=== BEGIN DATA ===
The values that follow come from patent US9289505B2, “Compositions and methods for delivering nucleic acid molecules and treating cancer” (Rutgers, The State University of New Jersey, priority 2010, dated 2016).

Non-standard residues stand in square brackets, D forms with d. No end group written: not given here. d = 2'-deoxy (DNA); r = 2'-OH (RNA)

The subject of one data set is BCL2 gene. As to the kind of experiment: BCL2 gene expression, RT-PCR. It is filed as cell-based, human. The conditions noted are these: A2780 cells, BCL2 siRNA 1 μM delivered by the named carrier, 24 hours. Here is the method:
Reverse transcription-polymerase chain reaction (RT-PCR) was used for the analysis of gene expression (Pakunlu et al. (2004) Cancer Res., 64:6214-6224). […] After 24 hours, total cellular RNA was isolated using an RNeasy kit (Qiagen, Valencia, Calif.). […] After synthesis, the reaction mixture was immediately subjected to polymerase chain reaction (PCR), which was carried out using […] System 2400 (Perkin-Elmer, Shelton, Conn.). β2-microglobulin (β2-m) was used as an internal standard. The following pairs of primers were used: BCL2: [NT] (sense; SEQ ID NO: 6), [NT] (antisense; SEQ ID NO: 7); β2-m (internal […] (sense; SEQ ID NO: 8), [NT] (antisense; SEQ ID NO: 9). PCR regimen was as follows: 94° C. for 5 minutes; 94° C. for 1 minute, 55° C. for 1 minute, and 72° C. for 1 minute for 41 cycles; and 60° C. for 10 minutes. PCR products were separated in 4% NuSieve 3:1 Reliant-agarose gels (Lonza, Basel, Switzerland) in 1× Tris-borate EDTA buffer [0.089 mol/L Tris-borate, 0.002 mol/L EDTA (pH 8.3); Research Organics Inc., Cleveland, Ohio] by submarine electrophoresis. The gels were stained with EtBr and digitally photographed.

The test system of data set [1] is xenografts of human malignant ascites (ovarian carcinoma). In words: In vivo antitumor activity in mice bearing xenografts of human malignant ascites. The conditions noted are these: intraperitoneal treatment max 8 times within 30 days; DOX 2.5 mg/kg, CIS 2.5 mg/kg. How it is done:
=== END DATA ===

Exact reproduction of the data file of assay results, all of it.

The values that follow come from patent US9289505B2, “Compositions and methods for delivering nucleic acid molecules and treating cancer” (Rutgers, The State University of New Jersey, priority 2010, dated 2016).

Non-standard residues stand in square brackets, D forms with d. No end group written: not given here. d = 2'-deoxy (DNA); r = 2'-OH (RNA)

The subject of one data set is BCL2 gene. As to the kind of experiment: BCL2 gene expression, RT-PCR. It is filed as cell-based, human. The conditions noted are these: A2780 cells, BCL2 siRNA 1 μM delivered by the named carrier, 24 hours. Here is the method:
Reverse transcription-polymerase chain reaction (RT-PCR) was used for the analysis of gene expression (Pakunlu et al. (2004) Cancer Res., 64:6214-6224). […] After 24 hours, total cellular RNA was isolated using an RNeasy kit (Qiagen, Valencia, Calif.). […] After synthesis, the reaction mixture was immediately subjected to polymerase chain reaction (PCR), which was carried out using […] System 2400 (Perkin-Elmer, Shelton, Conn.). β2-microglobulin (β2-m) was used as an internal standard. The following pairs of primers were used: BCL2: [NT] (sense; SEQ ID NO: 6), [NT] (antisense; SEQ ID NO: 7); β2-m (internal […] (sense; SEQ ID NO: 8), [NT] (antisense; SEQ ID NO: 9). PCR regimen was as follows: 94° C. for 5 minutes; 94° C. for 1 minute, 55° C. for 1 minute, and 72° C. for 1 minute for 41 cycles; and 60° C. for 10 minutes. PCR products were separated in 4% NuSieve 3:1 Reliant-agarose gels (Lonza, Basel, Switzerland) in 1× Tris-borate EDTA buffer [0.089 mol/L Tris-borate, 0.002 mol/L EDTA (pH 8.3); Research Organics Inc., Cleveland, Ohio] by submarine electrophoresis. The gels were stained with EtBr and digitally photographed.

The test system of data set [1] is xenografts of human malignant ascites (ovarian carcinoma). In words: In vivo antitumor activity in mice bearing xenografts of human malignant ascites. The conditions noted are these: intraperitoneal treatment max 8 times within 30 days; DOX 2.5 mg/kg, CIS 2.5 mg/kg. How it is done: